FIG. 4 shows the state of A:B=3:7. The light enters the four-wall reflection optical system 10 upward in the drawing through the incident point indicated with the white circle in the drawing, and then the light is reflected at least once on each reflective wall. After the light is reflected eight times, the light exits the four-wall reflection optical system 10 through the top apex (an output point) indicated with a black circle in the drawing. In this case, an optical path length is 7√2A.

As shown in FIGS. 1-4, in the four-wall reflection optical system, the reflection route and the number of reflections vary according to the ratio between lengths of the two pairs of parallel walls (A:B), and the output direction and the optical path length can be appropriately changed.

In the present invention, dichroic mirrors are used in the reflective walls of the above-described four-wall reflection optical system, and thus the color separation optical system is constructed.

FIG. 5 is a schematic view of the section of an embodiment for the color separation optical system according to the present invention. In the color separation optical system 20 shown in FIG. 5, each of the reflective walls 12, 14, 16, 18, which compose the four-wall reflection optical system, consists of a first dichroic mirror 22 which reflects blue light, a second dichroic mirror 24 which reflects green light, and a third dichroic mirror 26 which reflects red light. These three dichroic mirrors 22, 24, 26 are stacked in order from a light incident face of the reflective wall. An ordinary mirror, which reflects light of any color, may be used instead of the third dichroic mirror 26.

For example, the reflective wall is formed as follows: a surface of a plane substrate of glass is coated with an ordinary reflective film which reflects light of any color; then, the ordinary reflective film on the substrate is coated with a dichroic reflective film which reflects green light (the second dichroic mirror); thereafter, the dichroic reflective film which reflects green light is coated with a dichroic reflective film which reflects blue light (the first dichroic mirror).

If white light enters the four-wall reflection type color separation optical system 20 shown in FIG. 5 through an entrance opening 70, which is formed in proximity to a bottom apex in the drawing, and falls on the first reflective wall 16 at an incident angle of 45, only a blue ray is reflected by the first dichroic mirror 22 to the right at a right angle. The blue ray is indicated with a dash and dotted line in FIG. 5.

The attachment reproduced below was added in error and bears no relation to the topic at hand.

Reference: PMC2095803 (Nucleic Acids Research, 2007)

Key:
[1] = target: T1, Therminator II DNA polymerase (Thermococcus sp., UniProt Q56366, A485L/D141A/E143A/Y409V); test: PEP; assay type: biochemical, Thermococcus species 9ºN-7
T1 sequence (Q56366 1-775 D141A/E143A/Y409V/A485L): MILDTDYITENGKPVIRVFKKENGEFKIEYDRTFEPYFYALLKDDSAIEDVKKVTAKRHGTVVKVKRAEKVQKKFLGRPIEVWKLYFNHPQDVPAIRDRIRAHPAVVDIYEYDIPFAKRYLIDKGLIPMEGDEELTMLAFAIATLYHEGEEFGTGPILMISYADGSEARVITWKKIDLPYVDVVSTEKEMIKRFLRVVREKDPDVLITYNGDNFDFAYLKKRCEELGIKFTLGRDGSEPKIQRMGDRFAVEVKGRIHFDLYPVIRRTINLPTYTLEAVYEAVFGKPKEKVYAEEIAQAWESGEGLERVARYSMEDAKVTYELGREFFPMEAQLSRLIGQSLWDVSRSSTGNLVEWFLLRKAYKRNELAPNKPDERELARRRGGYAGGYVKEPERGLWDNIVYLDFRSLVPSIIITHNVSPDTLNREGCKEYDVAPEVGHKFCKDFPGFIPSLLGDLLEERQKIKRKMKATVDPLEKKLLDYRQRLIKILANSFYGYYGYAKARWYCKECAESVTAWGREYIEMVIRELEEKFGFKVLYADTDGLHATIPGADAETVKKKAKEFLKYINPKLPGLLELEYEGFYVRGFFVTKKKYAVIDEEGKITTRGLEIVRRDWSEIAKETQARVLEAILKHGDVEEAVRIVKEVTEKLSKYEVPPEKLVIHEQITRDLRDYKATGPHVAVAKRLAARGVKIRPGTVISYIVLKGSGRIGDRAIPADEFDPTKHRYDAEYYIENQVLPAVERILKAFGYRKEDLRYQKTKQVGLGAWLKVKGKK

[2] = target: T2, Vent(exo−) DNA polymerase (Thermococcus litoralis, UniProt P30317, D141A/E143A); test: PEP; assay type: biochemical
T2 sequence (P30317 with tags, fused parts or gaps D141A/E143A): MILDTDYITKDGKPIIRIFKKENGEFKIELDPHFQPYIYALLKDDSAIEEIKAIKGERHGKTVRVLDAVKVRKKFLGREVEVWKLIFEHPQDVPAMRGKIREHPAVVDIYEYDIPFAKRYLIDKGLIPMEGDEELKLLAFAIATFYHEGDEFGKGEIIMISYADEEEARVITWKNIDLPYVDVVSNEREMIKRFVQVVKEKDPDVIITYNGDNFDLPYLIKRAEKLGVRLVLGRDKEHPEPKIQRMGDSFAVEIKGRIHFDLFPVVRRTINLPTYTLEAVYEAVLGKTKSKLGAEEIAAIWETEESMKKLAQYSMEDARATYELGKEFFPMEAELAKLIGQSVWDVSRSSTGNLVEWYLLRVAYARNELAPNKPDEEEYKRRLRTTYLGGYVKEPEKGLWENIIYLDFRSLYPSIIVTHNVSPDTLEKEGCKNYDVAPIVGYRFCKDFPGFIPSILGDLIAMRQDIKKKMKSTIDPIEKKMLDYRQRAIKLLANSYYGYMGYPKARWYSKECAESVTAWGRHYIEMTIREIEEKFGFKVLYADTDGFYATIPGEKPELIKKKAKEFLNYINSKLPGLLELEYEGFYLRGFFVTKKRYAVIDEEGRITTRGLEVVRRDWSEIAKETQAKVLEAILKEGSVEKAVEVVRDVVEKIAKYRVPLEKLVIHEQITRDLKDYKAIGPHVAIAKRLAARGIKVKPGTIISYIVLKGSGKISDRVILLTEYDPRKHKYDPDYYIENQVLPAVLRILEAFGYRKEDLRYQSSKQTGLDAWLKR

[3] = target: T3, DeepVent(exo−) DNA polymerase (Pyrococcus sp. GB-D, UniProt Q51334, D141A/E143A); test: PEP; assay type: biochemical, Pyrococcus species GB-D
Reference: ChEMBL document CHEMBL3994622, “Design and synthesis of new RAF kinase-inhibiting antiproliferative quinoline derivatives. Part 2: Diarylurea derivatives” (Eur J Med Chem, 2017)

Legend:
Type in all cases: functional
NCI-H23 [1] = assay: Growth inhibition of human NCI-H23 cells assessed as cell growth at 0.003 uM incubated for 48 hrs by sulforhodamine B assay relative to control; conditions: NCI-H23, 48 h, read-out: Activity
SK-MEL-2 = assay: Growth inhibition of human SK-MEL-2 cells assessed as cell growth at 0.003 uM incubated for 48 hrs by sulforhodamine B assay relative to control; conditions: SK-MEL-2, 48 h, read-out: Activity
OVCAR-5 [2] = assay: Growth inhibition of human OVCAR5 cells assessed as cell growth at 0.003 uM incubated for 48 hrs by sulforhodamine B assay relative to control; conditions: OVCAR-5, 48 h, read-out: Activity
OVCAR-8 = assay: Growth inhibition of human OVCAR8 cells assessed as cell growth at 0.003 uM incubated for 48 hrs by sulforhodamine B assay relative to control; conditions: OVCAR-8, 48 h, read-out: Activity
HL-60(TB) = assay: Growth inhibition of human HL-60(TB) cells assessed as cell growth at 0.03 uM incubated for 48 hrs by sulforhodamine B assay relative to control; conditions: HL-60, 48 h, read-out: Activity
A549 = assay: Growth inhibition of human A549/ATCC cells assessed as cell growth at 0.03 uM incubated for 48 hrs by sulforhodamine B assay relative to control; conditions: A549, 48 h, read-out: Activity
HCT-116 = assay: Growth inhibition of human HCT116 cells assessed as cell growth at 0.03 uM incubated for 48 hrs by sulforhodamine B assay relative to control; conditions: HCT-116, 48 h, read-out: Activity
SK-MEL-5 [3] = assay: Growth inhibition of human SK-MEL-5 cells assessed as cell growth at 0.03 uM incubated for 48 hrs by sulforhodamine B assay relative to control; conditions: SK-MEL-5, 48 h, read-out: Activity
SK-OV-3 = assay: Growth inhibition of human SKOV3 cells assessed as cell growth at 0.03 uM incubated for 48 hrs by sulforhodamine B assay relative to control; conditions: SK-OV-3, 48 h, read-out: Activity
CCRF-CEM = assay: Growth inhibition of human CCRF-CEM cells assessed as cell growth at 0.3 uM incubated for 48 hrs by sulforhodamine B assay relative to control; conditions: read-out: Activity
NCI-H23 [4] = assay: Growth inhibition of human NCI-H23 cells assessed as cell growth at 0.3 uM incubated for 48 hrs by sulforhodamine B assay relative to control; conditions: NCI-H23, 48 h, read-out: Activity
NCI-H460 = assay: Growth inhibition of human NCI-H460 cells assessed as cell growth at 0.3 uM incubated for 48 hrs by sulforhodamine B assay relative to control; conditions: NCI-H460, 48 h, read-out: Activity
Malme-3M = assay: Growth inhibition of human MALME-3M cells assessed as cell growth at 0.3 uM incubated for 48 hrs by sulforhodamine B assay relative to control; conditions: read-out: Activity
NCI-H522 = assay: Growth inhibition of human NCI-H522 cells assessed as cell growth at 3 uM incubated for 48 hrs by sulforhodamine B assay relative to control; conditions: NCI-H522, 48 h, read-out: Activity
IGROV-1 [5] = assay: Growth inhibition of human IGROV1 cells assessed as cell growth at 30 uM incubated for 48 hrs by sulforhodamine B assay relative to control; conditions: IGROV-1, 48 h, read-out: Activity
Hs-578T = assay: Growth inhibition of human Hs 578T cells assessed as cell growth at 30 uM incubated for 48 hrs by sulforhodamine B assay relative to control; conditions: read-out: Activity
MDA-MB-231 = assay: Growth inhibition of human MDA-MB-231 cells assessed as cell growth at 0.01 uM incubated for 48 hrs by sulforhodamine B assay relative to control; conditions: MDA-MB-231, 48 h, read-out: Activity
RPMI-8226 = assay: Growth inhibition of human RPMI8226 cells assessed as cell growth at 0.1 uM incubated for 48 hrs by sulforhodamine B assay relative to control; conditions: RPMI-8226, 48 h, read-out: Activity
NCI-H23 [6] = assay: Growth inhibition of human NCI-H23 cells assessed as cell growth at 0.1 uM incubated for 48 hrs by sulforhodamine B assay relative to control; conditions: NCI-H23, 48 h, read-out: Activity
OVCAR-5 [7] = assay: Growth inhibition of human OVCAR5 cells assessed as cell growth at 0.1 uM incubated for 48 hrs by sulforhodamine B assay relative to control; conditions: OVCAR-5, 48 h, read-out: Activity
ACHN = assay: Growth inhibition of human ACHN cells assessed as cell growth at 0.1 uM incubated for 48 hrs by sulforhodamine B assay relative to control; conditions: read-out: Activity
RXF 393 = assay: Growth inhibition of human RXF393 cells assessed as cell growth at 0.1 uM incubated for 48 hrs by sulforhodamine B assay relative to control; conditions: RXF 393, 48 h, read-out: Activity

The light which is transmitted through the first dichroic mirror 22 of the first reflective wall 16 meets the second dichroic mirror 24. Then, only a green ray is reflected by the second dichroic mirror 24 to the right at a right angle. The green ray is indicated with a dashed line in FIG. 5.

The red ray is transmitted through the second dichroic mirror 24 and meets the third dichroic mirror 26. Then, the red ray is reflected by the third dichroic mirror 26 to the right at a right angle. The red ray is indicated with a solid line in FIG. 5.

Next, the blue, green and red rays fall on the second reflective wall 14 at an incident angle of 45. Then, the blue, green and red rays are reflected by the first dichroic mirror 22, the second dichroic mirror 24, the third dichroic mirror 26, respectively, of the second reflective wall 14, and fall on the third reflective wall 18. Hereafter, the blue, green and red rays are sequentially reflected by the third reflective wall 18, the first reflective wall 16, the fourth reflective wall 12 and the third reflective wall 18 in the above-described manner.

The light which is turned upward by the last reflective wall (the third reflective wall 18) is color-separated into the blue, green and red rays in order from the left side in the drawing, and the color rays finally exit the color separation optical system 20 through an exit opening 72, which is formed in proximity to a top apex in the drawing.